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MARCH 2007

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Philly on the Move

   Across the Delaware from Camden, there is no shortage of industrial projects, including several in the transportation field.
   The awarding of a June 2006 training grant was the occasion for Pennsylvania Gov. Ed Rendell to trumpet a $105- million expansion at The Boeing Company's Ridley Park
Steady job growth and facility expansion at Boeing's Ridley Park rotorcraft facility in Delaware County has nearly created the same number of positions eliminated in work force reductions announced in late 2001.
Photo courtesy of Boeing
rotorcraft complex in Delaware County. Jack Satterfield, spokesperson for Boeing Rotorcraft, says that expansion has been ongoing for several years. Plant officials in December 2001 announced a work force reduction from 5,000 to between 3,500 and 4,000. But today, Satterfield says, the company has brought back nearly all of the jobs affected by those layoffs, and plans to gradually add to that total.
   "After some retrenchment in the early 2000s, the Boeing rotorcraft facility modernized, and is now preparing for some expansion as its production rates of V- 22 Ospreys and H- 47 Chinooks grow," Satterfield explains. "We will see moderate growth in the future. We have fewer than 5,000 people, and we might add as many as 500 people, most of which would be in assembly work. That will also be gradual. We might have that many people engaged around the first of the next decade."
   The Boeing operations in Pennsylvania are part of Boeing Integrated Defense Systems, based in St. Louis. Increased Osprey production began during 2003, Satterfield says, with facility modernization having begun well before then to a structure that had previously functioned as a warehouse. Boeing makes the fuselages for the aircraft, which are then shipped to Bell Helicopter Textron in Amarillo for final assembly. Among the improvements at the complex was a $4.5- million expansion of its modeling simulation and analysis center, opened in May 2005.
   "It is an extremely advanced factory process, and has turned out to be a major success, saving lots of time and money," says Satterfield.
   Similar production efficiency improvements have taken place on the Chinook line, which began deliveries of the CH- 47F Chinook to the U.S. military in December 2006. Consequently, the Ridley Park complex has weathered even the 2004 termination of the Comanche program, and is on a moderate growth path, Satterfield says: "The situation in Philadelphia has been quite positive."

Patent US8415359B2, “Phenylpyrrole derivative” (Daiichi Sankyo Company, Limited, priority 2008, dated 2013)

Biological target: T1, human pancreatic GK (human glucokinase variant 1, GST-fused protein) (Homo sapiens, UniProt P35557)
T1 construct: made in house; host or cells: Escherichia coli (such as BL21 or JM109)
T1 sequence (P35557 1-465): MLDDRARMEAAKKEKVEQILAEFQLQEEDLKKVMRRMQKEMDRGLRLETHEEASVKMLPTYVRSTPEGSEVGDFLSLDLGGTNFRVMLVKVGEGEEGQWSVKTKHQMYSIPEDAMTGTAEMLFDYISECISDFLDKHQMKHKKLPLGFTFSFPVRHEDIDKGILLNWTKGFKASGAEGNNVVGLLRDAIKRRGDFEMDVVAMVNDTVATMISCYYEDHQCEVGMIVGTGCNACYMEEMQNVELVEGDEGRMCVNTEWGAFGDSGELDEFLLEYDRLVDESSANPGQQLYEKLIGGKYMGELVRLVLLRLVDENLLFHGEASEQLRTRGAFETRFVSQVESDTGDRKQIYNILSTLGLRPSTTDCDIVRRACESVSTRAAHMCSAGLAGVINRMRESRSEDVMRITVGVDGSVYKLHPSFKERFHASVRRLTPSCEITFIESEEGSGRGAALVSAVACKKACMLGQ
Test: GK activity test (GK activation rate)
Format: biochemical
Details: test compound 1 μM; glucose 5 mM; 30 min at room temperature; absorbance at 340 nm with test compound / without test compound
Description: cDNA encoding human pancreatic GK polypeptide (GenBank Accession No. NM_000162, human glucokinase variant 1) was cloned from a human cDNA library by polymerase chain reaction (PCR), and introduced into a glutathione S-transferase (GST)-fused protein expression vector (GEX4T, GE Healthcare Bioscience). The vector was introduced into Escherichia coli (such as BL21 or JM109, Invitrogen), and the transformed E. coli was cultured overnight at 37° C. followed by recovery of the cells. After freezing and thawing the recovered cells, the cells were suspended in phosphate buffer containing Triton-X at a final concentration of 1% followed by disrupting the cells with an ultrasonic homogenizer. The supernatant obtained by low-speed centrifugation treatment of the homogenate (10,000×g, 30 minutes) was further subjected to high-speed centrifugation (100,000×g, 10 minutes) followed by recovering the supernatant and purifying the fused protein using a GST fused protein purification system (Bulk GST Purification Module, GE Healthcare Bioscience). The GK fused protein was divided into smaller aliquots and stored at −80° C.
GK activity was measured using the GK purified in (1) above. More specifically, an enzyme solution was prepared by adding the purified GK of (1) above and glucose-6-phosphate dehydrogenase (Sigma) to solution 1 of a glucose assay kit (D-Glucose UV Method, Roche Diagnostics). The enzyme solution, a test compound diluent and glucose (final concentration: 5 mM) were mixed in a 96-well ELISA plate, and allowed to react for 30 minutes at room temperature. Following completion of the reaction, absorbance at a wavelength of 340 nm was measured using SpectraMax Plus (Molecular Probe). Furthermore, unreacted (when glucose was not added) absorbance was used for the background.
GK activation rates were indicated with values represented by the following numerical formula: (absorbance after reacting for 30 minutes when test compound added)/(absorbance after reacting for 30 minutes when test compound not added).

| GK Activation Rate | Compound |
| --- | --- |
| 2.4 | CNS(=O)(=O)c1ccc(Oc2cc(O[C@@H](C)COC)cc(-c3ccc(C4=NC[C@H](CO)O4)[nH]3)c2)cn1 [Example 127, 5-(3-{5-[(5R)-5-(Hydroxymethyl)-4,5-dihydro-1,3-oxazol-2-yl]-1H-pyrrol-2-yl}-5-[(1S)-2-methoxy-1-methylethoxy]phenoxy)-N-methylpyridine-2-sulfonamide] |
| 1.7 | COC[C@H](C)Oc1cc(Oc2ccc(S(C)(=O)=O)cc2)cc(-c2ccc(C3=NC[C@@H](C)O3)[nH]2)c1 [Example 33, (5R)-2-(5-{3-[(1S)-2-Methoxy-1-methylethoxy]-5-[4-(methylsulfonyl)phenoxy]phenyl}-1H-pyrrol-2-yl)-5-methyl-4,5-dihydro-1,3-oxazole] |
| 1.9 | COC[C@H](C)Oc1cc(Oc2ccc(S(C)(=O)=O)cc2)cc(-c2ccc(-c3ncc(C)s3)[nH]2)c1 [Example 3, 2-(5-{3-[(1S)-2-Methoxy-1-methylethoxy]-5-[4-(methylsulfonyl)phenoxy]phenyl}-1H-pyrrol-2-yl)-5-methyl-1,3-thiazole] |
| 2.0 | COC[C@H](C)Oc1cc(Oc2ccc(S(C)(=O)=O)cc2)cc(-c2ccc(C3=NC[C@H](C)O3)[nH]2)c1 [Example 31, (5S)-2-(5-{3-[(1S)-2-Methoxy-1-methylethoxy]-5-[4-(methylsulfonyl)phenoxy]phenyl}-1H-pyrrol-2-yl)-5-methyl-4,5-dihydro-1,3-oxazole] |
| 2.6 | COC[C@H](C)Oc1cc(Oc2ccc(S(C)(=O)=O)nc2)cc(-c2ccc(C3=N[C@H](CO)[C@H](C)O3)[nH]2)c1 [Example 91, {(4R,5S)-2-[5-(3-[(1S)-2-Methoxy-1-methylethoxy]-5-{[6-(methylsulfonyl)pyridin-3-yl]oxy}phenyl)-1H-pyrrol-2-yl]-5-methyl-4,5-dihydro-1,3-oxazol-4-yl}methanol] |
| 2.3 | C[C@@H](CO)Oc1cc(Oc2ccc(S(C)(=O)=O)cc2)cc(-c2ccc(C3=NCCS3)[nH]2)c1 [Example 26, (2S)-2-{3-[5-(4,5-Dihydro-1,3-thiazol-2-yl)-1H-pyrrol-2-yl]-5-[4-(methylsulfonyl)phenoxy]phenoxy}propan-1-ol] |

The same can be said for Finmeccanica company AgustaWestland, which in early February signed a memorandum of understanding to jointly market Boeing's CH- 47F Chinook to the Italian military. Agusta previously had a production license for the CH- 47C, which it produced for Italian military and Mediterranean region customers.
   As it happens, AgustaWestland is also expanding its complex near Northeast Philadelphia Airport. Expected to be complete by the end of 2006, the $27- million, 110,000- sq.- ft. (10,219- sq.- m.) plant will be used for the production of the AB139 helicopter, a mid- size aircraft used for everything from offshore industrial work to medical evacuation and corporate VIP transportation. Projected to employ 150, the facility doubles the company's Philadelphia work force at its subsidiary Agusta Aerospace Corp. (AAC) complex, established in 1988.
   In addition to providing sales, assembly, customization and support of the A109 and A119 Koala product line throughout the Americas, AAC serves as the consolidation point for more than $100 million worth of annual exports to Italy in support of AgustaWestland product lines, said the company. The expansion follows a 2004 project that saw a nearly $7- million investment in a 40,000- sq.- ft. (3,716- sq.- m.) plant for assembly of the A119 Koala, built adjacent to AAC's original 75,000- sq.- ft (6,968- sq.- m.) facility.

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